FRENCH HAUTE COUTURE
WITH A BRITISH TWIST
Based on 2017’s Paris couture exhibition “Christian Dior: Couturier du Rêve” the exhibition has been reimagined for the V&A making it the largest, most in-depth look into the house of Dior ever staged in the UK. According to V&A curator Oriole Cullen, the exhibition “Christian Dior: Designer of Dreams” explores Dior’s special relationship with Britain, revealing the UK to have played a surprisingly large part in what could be considered the most “French” brand on earth.
Dior was born in Normandy in 1905, the son of a wealthy industrialist; it was his parents who bankrolled his first venture, a Paris gallery, even if they would not allow him to put the family name above the door. In 1931, however, his mother died and his father lost all his money, at which point the feeling that Christian’s artistic leanings were not quite the thing (they’d hoped for a diplomat) ceased to matter. Having retrained as a fashion illustrator, he worked as a designer, first for Robert Piguet and then for Lucien Lelong. Finally, in 1946, he established his own house at 30 Avenue Montaigne, with three ateliers and a staff of 85. Ten years later, he had 28 ateliers and 1,000 staff, not to mention a perfume collection and a pale-faced assistant who went by the name of Yves St Laurent.
As is to be expected, the show charts the brand’s history from 1947 to the present day, celebrating the life and works of Christian Dior and his six subsequent successors to the helm of the house. The exhibition presents over 200 rare haute couture garments drawn from the V&A’s couture collection and the extensive Dior archives alongside accessories, fashion photography, film, vintage perfume, original make-up, illustrations, magazines, and Christian Dior’s personal possessions. Of course, taking such a deep look at one fashion house’s evolution, it also serves as a case study for the changing nature of the industry. By viewing the collections through the lens of a historian, audiences are able to clearly see exactly how different of a climate each creative director has been faced with.
A tour of the exhibit begins with Dior’s birth in 1905, leading into the inception of the house. Scattered throughout are rarely-seen personal effects, like family photographs of Dior’s younger sister Catherine (the namesake behind the famed Miss Dior perfume), a telegram announcing his death in 1957 and even the passports of the in-house models, littered with a stamp for every country in which Dior showed.
Left: Sketch by Christian Dior for model Oxford, Spring-Summer 1947 Haute Couture collection. © Christian Dior. Right: Christian Dior (1905–57), Bar Suit of silk and wool, Haute Couture, Spring/Summer 1947, Corolle Line. Victoria and Albert Museum, London. Photo © Laziz Hamani
Now, close your eyes and think of Dior. What comes to mind? Christian Dior never had a pet movie star, like Givenchy had Audrey Hepburn; nor a longstanding muse, as Catherine Deneuve was for Yves Saint Laurent. So the odds are, that you think first of all of the New Look suit. An ivory shantung jacket and a black wool skirt that has come to stand for Dior and beyond that as an emblem for fashion itself – the very idea of a must-have New Look. This suit, the Bar, is the first thing you see when you enter Christian Dior: Designer of Dreams.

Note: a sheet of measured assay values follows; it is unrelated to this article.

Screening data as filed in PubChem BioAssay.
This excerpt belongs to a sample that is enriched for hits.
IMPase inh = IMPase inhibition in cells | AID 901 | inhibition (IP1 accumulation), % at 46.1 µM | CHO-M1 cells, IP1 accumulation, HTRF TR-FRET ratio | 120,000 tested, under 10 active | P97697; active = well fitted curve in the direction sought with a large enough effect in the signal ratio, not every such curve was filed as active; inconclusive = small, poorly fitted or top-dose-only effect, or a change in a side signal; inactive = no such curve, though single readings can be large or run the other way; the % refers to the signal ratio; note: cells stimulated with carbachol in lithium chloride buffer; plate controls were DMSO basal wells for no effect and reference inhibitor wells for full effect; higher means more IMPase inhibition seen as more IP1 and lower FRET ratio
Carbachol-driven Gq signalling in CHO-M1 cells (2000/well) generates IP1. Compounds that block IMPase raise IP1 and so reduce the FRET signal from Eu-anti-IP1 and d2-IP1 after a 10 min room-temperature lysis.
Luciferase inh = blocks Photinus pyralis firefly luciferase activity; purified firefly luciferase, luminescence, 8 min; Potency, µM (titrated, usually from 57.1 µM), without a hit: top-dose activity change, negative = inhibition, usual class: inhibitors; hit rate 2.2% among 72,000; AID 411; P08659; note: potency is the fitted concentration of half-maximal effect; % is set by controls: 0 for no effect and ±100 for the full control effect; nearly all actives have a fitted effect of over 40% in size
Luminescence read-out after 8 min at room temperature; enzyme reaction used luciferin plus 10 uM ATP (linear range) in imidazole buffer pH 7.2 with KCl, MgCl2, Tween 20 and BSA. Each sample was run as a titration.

The New Look was not just a trend, it was a vision of Paris reborn in a perilous postwar moment when it was not at all clear that French fashion would be able to reclaim its primacy. Dior became a national hero in France as a result. The cover of Time magazine on which he featured shortly before his death is displayed alongside the Bar suit.
A true modernist, he was decades ahead of his time in building a global brand, traveling to Venezuela, Japan and Australia as well as London and New York.
This is the first fashion exhibition to be staged in the V&A’s new Sainsbury Wing, and the Dior in Britain section gives the show a timely emphasis on the idea of Britishness, and presents Princess Margaret as Dior’s answer to Hepburn or Deneuve. Her status as a fashion icon has been boosted by gorgeous wardrobing in the Netflix series The Crown, presenting Dior with an opportune moment to lay claim to the real-life princess, who wore Dior for her 21st birthday party.
Subsequent sections are divided into Travel, Garden and Historicism to show the common themes of the house, as interpreted by each of Dior’s successors (Yves Saint Laurent, Marc Bohan, Gianfranco Ferre, John Galliano, Raf Simons, and Maria Grazia Chiuri). The garden room is particularly notable for its design: hanging paper wisteria and roses, reminiscent of Simons’s inaugural Fall 2012 couture show, immortalized in the documentary “Dior and I”.
The true show-stopper of the exhibit is the final section: The Ballroom. In a nod to Dior’s Avenue Montaigne headquarters, white wood-paneling whisks us to Paris, in a swirling, glittering setting. Twinkling lights are projected across the floor, walls, and ceilings to give a 360-degree experience transforming the room from day to night in a matter of minutes. It’s a fitting showcase for a brand that’s the living embodiment of ballgowns, and here they are given a truly glamorous stage.
Today’s creative director Maria Grazia Chiuri wanted to align Dior with modern feminism, and it is Marc Bohan, one of the lesser-known Dior designers, with whom she feels the most affinity. “His work was so contemporary. He had a quote that I love – ‘N’oubliez la femme’ – ‘Don’t forget the woman.’ For me, it’s impossible to forget the woman – I am the woman,” she says. She is “surprised every day,” that she is at Dior and at the V&A, she says, “but still, I want more. It is not just about me, as a woman. I want this brand to be about women, and I want this brand to care about women.”
Courtesy of Victoria & Albert